• The Baltimore Sun reports that the Orioles have "expressed interest" in Houston reserve infielder Mark Loretta. The paper says that nothing is imminent, but one supposes this is a case of the Orioles getting their ducks in a row in case they trade Brian Roberts to the Cubs (or elsewhere). Presumably, in such a case, Loretta could be an option at second base.

• The Astros' official Web site reports that Lance Berkman took himself out of Monday afternoon's game because of tightness in his left quad. Berkman had a terrific day at the plate, going 3-for-4 with a double and a triple, but left "as a precaution" in the eighth inning. Given that Berkman already struggled with a pulled oblique earlier this spring, the Astros are going to be conservative with him, keeping him out of action at least on Tuesday, and maybe a bit longer.

• Presumptive AL Rookie of the Year candidate Evan Longoria of the Rays went 2-for-5 with a stolen base Monday in a spring training game against the Indians, leaving him 6-for-16 for the month. So far it would seem he's doing what he needs to claim the third-base job.

• Adam Miller of the Indians, still a fine starter prospect at age 23 and probably the most valuable commodity in the Cleveland farm system, was shipped to the team's minor league camp Monday without ever getting into a big league spring game. His blister problem, which carried over from winter ball, will be something to watch as he begins his minor league season. With Cliff Lee probably in the lead for the fifth starter's role but Jeremy Sowers and Aaron Laffey also serving as candidates, it's probably a stretch to believe Miller is the first man in if someone in the Indians' rotation gets hurt.

• Staying on the rookie tip, Houston catcher J.R. Towles continues to miss time with a bad hamstring, which he injured Saturday, according to the Houston Chronicle. Astros general manager Ed Wade says he expects Towles to "miss most of this week." Towles had already been named the team's starting backstop, ahead of Brad Ausmus.

Manny Parra had another fine outing Monday, going four scoreless innings and allowing just a single hit in a relief effort against the Cubs. Parra has now allowed just one run in nine innings this spring and would appear to be in the lead for the Brewers' fifth-starter gig. The other candidates are Carlos Villanueva (who was very good mostly in long relief last year), Chris Capuano (ugh) and Claudio Vargas (double-ugh). With Yovani Gallardo apparently set to make good on his promise of being ready for the regular season, there's probably only one spot open in this rotation, and Parra does have a history of arm troubles. But right now, the Brewers should be thinking of using him as a major league starter and seeing if they can catch lightning in a bottle.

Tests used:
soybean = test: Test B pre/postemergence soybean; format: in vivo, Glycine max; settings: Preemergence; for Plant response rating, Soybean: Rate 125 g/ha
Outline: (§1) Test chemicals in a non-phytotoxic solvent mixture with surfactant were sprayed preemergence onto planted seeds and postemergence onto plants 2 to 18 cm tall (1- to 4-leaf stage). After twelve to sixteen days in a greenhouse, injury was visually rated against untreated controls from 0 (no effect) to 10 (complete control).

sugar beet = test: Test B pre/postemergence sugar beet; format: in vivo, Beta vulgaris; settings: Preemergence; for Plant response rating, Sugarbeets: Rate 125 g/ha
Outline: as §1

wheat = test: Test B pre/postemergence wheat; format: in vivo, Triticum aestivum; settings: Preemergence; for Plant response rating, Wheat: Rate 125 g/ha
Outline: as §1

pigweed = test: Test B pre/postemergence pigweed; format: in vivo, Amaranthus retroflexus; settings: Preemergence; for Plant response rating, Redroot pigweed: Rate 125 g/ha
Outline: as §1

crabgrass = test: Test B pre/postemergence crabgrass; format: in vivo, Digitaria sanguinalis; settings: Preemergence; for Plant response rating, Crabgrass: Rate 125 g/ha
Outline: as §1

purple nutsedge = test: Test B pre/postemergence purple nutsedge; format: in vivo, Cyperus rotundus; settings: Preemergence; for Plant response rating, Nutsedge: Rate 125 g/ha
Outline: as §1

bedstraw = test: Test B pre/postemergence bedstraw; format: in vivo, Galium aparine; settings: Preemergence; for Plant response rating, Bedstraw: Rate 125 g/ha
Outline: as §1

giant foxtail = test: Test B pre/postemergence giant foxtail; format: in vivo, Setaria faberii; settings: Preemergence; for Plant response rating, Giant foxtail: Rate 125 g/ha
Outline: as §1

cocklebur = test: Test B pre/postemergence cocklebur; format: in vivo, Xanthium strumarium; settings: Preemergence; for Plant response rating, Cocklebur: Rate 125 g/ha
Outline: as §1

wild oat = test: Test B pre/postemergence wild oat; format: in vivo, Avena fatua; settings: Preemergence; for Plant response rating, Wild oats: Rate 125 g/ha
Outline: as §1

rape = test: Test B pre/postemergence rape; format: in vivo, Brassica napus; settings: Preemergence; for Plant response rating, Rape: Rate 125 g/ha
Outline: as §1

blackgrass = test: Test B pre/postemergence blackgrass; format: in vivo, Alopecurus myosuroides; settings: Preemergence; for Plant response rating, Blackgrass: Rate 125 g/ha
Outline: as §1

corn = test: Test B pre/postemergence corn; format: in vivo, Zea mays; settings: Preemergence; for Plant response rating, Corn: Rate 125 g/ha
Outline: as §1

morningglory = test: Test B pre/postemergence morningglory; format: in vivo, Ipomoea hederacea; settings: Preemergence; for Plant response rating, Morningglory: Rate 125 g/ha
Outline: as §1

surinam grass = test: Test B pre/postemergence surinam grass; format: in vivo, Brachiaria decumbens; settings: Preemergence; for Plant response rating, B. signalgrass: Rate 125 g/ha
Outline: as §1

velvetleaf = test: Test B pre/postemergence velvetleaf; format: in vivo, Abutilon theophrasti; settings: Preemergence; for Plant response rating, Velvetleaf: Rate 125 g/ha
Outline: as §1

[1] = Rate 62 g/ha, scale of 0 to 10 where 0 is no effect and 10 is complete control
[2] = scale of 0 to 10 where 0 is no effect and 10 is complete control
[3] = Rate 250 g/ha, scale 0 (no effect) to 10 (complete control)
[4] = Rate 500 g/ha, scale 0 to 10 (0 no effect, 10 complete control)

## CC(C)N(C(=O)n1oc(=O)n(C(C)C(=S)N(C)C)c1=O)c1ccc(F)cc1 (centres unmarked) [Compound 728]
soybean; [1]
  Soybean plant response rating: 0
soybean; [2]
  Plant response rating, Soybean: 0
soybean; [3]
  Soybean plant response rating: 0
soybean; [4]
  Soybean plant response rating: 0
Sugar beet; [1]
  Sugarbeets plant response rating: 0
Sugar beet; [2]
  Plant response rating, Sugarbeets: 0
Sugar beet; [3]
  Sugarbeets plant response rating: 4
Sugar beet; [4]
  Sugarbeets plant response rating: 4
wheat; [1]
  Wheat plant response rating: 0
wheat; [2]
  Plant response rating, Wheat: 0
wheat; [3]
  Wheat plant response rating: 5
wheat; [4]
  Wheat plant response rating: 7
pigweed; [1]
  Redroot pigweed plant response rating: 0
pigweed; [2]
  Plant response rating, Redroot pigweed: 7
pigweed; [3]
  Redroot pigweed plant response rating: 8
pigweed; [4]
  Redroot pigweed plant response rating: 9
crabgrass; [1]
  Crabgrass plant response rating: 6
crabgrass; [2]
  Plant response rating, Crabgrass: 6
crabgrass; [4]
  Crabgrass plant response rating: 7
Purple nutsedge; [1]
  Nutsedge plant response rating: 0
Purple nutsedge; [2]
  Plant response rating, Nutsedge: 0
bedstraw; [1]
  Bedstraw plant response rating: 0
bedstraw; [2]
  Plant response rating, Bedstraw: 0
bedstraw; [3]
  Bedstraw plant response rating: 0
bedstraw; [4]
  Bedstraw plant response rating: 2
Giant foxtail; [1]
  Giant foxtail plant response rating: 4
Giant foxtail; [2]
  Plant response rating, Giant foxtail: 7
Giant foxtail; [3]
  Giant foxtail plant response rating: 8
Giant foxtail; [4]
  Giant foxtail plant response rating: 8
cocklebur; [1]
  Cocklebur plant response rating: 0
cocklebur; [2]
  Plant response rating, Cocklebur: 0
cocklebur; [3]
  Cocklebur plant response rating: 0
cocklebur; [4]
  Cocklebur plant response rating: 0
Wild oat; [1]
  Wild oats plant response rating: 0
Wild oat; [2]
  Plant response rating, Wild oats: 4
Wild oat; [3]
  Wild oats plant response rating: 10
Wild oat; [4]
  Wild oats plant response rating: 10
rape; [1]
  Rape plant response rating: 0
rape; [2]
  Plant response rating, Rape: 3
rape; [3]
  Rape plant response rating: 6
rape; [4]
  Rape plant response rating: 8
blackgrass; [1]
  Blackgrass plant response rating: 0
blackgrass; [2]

Philip Humber is another young pitcher who's been very good this spring, and Monday he pitched another two innings in relief, retiring all six batters he faced. In six innings, he's allowed only two hits but the Twins do seem to be babying him a bit and haven't let him get stretched out, limiting him to two innings in each of his appearances. That's probably an indication Humber won't make the Twins' rotation out of spring training.

Coco Crisp would appear to have the world's most convenient groin injury, and one wonders if a trade from Boston would cure him. The Boston Globe reports that Crisp was supposed to try and take batting practice Monday, but didn't because his left groin is still bugging him. Manager Terry Francona says Crisp can't run, and until he can, won't hit. Crisp is engaged in a high-profile position battle for the center-field gig and has been quoted by numerous media outlets about his displeasure in having to win a job a year after performing at a near-Gold Glove level. It remains to be seen if both Crisp and Jacoby Ellsbury really will be on the Red Sox's Opening Day roster.

Juan Salas, who pitched relatively well in 34 big league games last year (3.72 ERA, 1.46 WHIP) despite a 50-game steroid suspension, is still having visa problems returning from the Dominican Republic and hasn't made appearance yet in Rays camp, according to the St. Petersburg Times. Salas almost certainly won't make the big league club in April, having missed all of spring training to date.

• According to ESPN wire services, Mark DeRosa returned to the Cubs' lineup Monday, a week and a half after undergoing a surgical procedure to fix an irregular heartbeat. The 33-year-old experienced the irregular heartbeat on Feb. 23 during infield drills.

Christopher Harris is a fantasy baseball, football and racing analyst for ESPN.com. He is a six-time Fantasy Sports Writing Association award winner across all three of those sports. You can e-mail him here.